For some, it’s professional dye jobs and plastic surgery. For others, it’s the decision to stop all that stuff. I know of one coworker who said if she ever had a car accident just remember that L’Oreal # 56 was her hair color. Another friend said, “I just ignore my wrinkly neck and wear low-necked shirts.
No matter how excited you are about retiring, it represents a major change. Prior to this departure, you knew what was expected and required of you, but here you are in a whole new role. Even though it’s a wonderful role, it’s still change, and that can be daunting.
It’s even more daunting if you don’t want to retire. Before we quit working , I can remember my husband saying that he feared retirement more that death. Wow! That’s an unpleasant comparison.
In either case, retirement demands a significant change to a significant portion of your days, week and years. How will you adjust? How will you maintain your equilibrium and your balance, so that you can make this transition smooth? Take a look at this interesting article about change. Here are some additional suggestions.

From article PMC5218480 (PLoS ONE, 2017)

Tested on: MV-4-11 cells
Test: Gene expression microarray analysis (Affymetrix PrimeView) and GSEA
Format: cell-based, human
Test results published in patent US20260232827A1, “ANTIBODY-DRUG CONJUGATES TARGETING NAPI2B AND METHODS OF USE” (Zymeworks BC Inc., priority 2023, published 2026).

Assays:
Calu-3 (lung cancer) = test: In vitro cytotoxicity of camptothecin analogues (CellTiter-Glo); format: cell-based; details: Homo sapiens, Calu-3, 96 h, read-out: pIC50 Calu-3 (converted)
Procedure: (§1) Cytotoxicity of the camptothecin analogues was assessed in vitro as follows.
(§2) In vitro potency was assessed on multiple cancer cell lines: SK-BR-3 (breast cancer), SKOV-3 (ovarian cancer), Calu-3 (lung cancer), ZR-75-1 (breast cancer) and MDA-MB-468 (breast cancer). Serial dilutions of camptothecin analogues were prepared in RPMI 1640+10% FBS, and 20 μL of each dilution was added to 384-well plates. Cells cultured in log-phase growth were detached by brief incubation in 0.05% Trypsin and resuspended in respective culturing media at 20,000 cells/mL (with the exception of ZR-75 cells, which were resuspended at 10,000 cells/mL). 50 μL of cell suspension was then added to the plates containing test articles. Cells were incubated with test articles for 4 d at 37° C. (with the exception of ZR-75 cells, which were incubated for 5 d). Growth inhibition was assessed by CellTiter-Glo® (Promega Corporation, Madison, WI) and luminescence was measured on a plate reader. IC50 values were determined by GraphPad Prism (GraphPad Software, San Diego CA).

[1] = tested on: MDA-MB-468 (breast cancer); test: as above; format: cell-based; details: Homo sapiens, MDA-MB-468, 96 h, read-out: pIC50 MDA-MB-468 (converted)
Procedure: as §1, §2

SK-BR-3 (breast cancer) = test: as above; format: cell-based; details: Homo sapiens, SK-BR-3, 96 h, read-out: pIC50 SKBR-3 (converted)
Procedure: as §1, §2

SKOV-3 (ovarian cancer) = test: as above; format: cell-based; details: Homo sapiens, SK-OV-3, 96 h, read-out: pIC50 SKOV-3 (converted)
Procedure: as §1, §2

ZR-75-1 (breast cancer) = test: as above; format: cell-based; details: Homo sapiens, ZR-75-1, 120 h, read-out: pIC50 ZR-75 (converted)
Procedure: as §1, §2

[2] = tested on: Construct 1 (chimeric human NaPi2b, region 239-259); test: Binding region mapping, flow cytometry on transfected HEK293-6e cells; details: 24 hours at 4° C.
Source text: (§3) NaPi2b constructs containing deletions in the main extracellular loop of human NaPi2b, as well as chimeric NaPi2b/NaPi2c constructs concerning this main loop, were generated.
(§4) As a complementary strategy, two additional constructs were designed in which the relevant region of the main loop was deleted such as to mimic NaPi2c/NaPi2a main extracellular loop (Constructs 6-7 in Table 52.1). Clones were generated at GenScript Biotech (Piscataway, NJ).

Retirement is a departure from the purpose of work and also the routine of work. You already know the compensation ends. The routine that surrounds and supports your work also ends.
Find your new purpose?
When the purpose ends so does the routine that surrounds and supports your work. You know the routine that I’m talking about:
Preparing clothing for work
Planning ahead for fixing dinner. Need to stop at the store on the way home?
Buying your lunch? Fix a lunch.
If there’s family, getting them up and off to their destinations.
Gas in the car?
Setting the alarm for 1-2 hours before starting the commute.
The commute. Is it an hour each way? Less? More? Allow for traffic, weather.
To do List to clear up what wasn’t finished yesterday. Start on new projects.
Family activities after work?
Stop at the dry cleaners.
After retirement, that routine changes drastically. The drain on your time changes from all the tasks listed above to “What am I going to do today?” Sure you still need to keep up with the laundry, the meals planned and the family attended to, though they probably have their own homes by now. You have all day to deal with these items and if not today, then tomorrow works too.